By Gordon Platt
The six member countries of the Gulf Cooperation Council (GCC) agreed at a meeting in Jeddah, Saudi Arabia, last month to postpone a planned customs union for several additional years. At the exceptional meeting of ministers of foreign affairs, finance and the economy, the six countries could not agree on how customs revenues would be distributed, or how they would be collected.
The GCC countries—Saudi Arabia, the United Arab Emirates, Qatar, Kuwait, Bahrain and Oman—agreed more than seven years ago to establish a customs union, but have been unable to decide on its implementation. Kuwait finance minister Mustapha Al-Shamali told a press conference after last month’s meeting, which was chaired by Kuwait, that the 2003 agreement is still intact.
Negotiations are continuing with neighboring countries and economic blocs. Al-Shamali said the GCC countries could start introducing an automatic customs-clearance system later this year. That could help to ease persistent delays at border crossings.
Meanwhile, the GCC experienced a drop of 16.7% in foreign direct investment in 2009 from a year earlier, due to the global financial crisis, according to the United Nations Conference on Trade and Development (Unctad). The FDI inflow to the UAE suffered from the bursting of Dubai’s property bubble and fell to $4 billion last year from $13.7 billion in 2008. A major exception to the declining trend was Qatar, which is rapidly developing its natural gas exports and is expected to post economic growth of 18.5% this year. Qatar’s FDI inflow more than doubled from $4.1 billion in 2008 to $8.7 billion in 2009.
Saudi Arabia and the UAE received about 80% of the $278 billion total FDI that flowed into the GCC countries in the past 20 years, according to Unctad. Outside the GCC, Egypt was the largest recipient of FDI in the Arab region in the last two decades, with cumulative FDI of $66.7 billion. Morocco was second, followed by Lebanon and Tunisia.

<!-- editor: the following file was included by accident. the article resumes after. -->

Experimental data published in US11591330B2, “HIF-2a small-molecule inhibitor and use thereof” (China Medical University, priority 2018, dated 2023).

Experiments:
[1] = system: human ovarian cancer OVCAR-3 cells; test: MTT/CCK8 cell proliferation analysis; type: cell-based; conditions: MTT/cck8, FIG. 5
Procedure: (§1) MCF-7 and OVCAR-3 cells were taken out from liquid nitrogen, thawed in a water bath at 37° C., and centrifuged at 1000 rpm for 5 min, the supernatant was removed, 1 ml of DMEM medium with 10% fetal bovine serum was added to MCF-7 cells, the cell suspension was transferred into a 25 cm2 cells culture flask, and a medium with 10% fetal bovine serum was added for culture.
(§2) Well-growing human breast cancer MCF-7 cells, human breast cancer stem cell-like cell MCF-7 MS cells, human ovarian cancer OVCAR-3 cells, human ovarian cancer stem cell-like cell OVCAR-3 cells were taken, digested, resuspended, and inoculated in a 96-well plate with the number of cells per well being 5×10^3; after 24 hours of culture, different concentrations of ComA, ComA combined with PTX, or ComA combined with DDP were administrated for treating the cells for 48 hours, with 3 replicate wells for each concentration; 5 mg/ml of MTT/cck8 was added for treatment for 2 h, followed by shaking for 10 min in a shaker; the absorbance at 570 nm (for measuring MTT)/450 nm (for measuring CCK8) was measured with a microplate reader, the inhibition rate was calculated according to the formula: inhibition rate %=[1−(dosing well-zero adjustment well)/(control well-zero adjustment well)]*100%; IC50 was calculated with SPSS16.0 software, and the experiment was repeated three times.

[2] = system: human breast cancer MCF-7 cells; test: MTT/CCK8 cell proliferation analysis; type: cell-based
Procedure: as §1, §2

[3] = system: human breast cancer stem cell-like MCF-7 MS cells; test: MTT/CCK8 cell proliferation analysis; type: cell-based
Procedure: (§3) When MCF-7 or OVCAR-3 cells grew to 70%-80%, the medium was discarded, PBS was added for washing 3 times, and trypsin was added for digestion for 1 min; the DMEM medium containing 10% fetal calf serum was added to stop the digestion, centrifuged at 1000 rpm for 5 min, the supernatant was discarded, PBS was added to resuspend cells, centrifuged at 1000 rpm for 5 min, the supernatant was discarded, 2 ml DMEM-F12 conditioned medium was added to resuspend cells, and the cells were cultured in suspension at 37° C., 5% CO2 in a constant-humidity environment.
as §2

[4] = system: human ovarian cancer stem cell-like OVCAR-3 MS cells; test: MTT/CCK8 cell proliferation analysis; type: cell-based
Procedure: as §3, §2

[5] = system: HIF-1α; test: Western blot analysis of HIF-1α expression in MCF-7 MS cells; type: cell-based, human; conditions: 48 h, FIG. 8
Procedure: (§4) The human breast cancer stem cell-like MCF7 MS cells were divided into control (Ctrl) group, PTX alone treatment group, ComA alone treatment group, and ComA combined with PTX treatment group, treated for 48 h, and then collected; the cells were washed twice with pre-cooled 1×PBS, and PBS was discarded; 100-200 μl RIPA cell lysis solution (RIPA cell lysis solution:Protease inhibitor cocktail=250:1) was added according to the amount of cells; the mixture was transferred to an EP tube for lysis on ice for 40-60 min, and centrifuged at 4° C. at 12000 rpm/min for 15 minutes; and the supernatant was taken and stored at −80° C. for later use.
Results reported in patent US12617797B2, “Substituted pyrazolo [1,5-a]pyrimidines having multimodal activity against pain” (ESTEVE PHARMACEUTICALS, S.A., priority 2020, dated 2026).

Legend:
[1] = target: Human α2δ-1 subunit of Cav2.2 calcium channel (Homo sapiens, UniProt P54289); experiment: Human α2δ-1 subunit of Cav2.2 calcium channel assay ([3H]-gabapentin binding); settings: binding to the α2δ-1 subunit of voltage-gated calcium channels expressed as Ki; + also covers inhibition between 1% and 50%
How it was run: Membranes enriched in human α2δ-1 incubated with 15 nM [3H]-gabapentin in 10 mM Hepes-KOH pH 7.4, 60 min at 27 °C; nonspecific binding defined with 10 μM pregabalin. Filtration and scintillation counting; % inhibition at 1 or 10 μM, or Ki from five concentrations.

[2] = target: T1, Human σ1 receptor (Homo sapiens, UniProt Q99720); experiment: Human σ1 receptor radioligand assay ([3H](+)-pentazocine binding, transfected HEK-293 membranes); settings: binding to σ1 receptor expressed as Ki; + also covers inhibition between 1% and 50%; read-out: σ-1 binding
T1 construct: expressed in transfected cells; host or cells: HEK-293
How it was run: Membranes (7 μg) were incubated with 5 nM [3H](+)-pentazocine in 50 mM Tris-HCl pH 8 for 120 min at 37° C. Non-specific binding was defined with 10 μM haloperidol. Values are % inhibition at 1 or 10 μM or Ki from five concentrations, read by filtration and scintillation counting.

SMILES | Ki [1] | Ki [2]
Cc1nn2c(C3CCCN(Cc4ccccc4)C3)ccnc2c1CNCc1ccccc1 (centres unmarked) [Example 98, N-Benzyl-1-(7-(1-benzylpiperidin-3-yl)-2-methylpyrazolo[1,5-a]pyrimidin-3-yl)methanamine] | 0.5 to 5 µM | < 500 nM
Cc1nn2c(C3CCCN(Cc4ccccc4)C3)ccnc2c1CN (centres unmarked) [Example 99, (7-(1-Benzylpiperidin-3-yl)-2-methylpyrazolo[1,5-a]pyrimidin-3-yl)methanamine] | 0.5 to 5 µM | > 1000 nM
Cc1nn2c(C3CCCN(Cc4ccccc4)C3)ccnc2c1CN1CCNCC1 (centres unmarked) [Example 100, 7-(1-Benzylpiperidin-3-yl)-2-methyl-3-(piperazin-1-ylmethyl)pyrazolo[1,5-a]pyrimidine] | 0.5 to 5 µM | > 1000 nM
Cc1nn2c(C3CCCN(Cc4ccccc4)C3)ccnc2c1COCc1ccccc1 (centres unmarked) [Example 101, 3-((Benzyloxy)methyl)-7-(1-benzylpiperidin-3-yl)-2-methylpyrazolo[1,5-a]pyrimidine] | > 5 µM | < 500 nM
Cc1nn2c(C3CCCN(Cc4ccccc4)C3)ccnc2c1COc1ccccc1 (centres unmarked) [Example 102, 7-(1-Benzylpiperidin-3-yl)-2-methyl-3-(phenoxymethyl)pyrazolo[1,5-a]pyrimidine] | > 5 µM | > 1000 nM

Separately, Dubai Holding Commercial Operations Group, the real estate and hospitality unit of Dubai Holding, announced in September that it would delay the scheduled repayment of a $555 million loan until November 30. The facility is part of a $1 billion revolving-credit facility provided by BNP Paribas, Citi, RBS and Standard Chartered. “The extension is required to enable all those involved to seek an agreement on an extended long-term facility,” the company said in a statement. It had extended the same facility in July by two months. Dubai’s government-related debt totals approximately $109 billion. It may have to increase asset sales and government borrowing to meet loans coming due over the next few years from state-linked companies.
Backing down: Jeddah meeting left GCC union plans on hold
Emirates Steel, the only integrated steel plant in the UAE, has signed a $1.1 billon project-financing agreement with nine banks, including two Islamic financing institutions, Abu Dhabi Islamic Bank and Al Hilal Bank. The steelmaker is managed by the Abu Dhabi Basic Industries Corporation, a part of General Holding, a government-owned company. The other members of the lending group are National Bank of Abu Dhabi, Union National Bank, First Gulf Bank, Bank of Baroda, Arab Banking Corporation, Al Khaliji France and Al Khalij Commercial Bank. The steel producer’s output of finished products rose more than 45% in the first half of this year compared to the same period a year earlier. It plans to use the proceeds of the financing to expand its capacity.
Qatar is the most competitive economy in the Middle East, according to the World Economic Forum’s Global Competitiveness Index, which placed all of the GCC countries among the world’s 40 most competitive. Qatar ranked 17th globally, followed by Saudi Arabia in 21st place and the UAE in 26th. Among Qatar’s strengths, the WEF’s 2010–2011 report cited a high-quality institutional framework, a stable macroeconomic environment and an efficient goods market.
The UAE was the only GCC country to decline in the rankings. It slipped by two places, and the WEF said there has been a downgrade in the assessment of institutions, particularly private institutions, where accountability standards and the effectiveness of corporate boards are evaluated less positively.